A cardiac blood pool scan (also referred to as a MUGA scan) measures the heart’s ability to pump blood to the rest of your body. During this test, a small amount of the patients’ blood is removed and mixed with a radioactive substance called a tracer. Once the tracer binds or is tagged to the red blood cells the mixture is then injected back into the patient. A detector (also called a gamma camera) then detects the labeled cells as they flow through the heart.
The percentage of blood pumped out of the heart with each heartbeat is called the ejection fraction. It provides an estimate of how well the heart is working.
There are two types of cardiac blood pool scans:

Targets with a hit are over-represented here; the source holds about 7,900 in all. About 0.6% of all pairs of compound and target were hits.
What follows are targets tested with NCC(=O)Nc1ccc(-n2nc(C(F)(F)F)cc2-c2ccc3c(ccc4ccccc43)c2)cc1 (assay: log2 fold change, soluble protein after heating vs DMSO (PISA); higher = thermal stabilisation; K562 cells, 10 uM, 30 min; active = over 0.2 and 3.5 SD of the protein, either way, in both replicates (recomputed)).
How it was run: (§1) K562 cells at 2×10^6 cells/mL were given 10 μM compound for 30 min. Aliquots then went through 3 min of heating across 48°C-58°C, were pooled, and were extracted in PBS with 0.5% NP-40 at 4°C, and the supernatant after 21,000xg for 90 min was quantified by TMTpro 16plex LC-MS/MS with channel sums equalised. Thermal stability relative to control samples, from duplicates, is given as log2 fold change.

- First-pass scan - With this scan the tagged red blood cells are injected back into the patient rapidly through a large bore i.v. The gamma camera then takes pictures of the labeled blood as it first goes through the heart and lungs.
- Multigated acquisition (MUGA) scan - Using this scan the gamma camera acquires a series of pictures of the heart in synchrony with the patients ECG signals. The pictures record the heart's motion and determine if all of its segments are contracting properly. MUGA scanning may take 2 to 3 hours to obtain all the needed views and can be done both before and after you exercise.
The scan is The scan is usually painless except for the pinching sensation during needle puncture. You will not feel anything from the operation of the gamma camera.
Abraham Salacata, MD, FACC